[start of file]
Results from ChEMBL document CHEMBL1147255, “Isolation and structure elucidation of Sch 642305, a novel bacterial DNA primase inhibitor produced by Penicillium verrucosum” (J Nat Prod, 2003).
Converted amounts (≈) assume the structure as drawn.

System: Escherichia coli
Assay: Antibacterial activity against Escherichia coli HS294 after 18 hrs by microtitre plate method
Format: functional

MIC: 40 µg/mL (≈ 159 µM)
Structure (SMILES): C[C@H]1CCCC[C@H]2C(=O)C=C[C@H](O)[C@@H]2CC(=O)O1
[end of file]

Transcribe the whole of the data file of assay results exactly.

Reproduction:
Results from ChEMBL document CHEMBL1147255, “Isolation and structure elucidation of Sch 642305, a novel bacterial DNA primase inhibitor produced by Penicillium verrucosum” (J Nat Prod, 2003).
Converted amounts (≈) assume the structure as drawn.

System: Escherichia coli
Assay: Antibacterial activity against Escherichia coli HS294 after 18 hrs by microtitre plate method
Format: functional

MIC: 40 µg/mL (≈ 159 µM)
Structure (SMILES): C[C@H]1CCCC[C@H]2C(=O)C=C[C@H](O)[C@@H]2CC(=O)O1